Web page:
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                  Monkey Butt, USA
                  United States
                  Member #54569
                  August 23, 2007
                  1124 Posts
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                  Posted: October 18, 2009, 3:25 pm - IP Logged

                  Taking care of my kids is first priority. Sharing with the other 50% of the kids dna is a given. The rest of the buzzards I call relatives probably not. If they were to find out I won a major jackpot and called with a sob story, I would tell them to sell everything they own and use the money on what they expect me to pay for. Since I know they would balk at the idea of liquidating everything they own, I would kindly point out to them that if they are not willing to risk everything they have worked for on themselves, then why should I risk what I have worked and paid for on them. If they don't think they are worth it then they aren't.

                    BuyLow's avatar - palm tree.jpg
                    Florida
                    United States
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                    May 22, 2008
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                    Posted: October 21, 2009, 12:31 pm - IP Logged

                    My general feeling is that I would assign my only brother a 10% stake in the winning ticket as I believe this would alieviate the "gift tax" issue and he could then just pay his own taxes.  Kind of like Lottery pools each get a percentage of the winning pot.  For others I wanted to help I would give them the maximum amount allowed per year to avoid the gift taxes.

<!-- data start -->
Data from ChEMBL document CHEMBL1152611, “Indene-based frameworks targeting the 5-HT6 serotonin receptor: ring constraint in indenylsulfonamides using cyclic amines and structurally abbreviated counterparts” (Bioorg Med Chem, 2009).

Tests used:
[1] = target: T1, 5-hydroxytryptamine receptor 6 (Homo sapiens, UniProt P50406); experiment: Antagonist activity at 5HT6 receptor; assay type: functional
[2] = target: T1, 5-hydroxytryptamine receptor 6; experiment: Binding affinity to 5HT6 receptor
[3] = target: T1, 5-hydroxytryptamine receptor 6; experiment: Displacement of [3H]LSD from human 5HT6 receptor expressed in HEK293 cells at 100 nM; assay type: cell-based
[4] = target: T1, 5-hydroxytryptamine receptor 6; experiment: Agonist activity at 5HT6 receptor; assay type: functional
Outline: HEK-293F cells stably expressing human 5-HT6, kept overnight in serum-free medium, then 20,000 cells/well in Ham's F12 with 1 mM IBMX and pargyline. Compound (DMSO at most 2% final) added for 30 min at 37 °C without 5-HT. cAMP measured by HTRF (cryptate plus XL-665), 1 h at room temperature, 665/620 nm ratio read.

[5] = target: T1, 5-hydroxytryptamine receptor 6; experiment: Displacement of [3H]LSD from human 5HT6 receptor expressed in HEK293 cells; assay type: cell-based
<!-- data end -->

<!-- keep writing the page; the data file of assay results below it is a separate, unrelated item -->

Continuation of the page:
Come on BIG Winner!!  Daddy wants to help some people!!! Big Smile

                      Avatar
                      NY
                      United States
                      Member #23835
                      October 16, 2005
                      3474 Posts
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                      Posted: October 22, 2009, 2:28 am - IP Logged

                      "I would assign my only brother a 10% stake in the winning ticket"

                      Assigning somebody a 10% stake in the winning ticket is exactly the same as giving them 10% of the prize that was won with the ticket. If you want to avoid gift tax implications you have to give them a share of the ticket before it becomes a winning ticket. If the person you give the share to is a relative or friend, you should be prepared to prove that the gift was made before the drawing.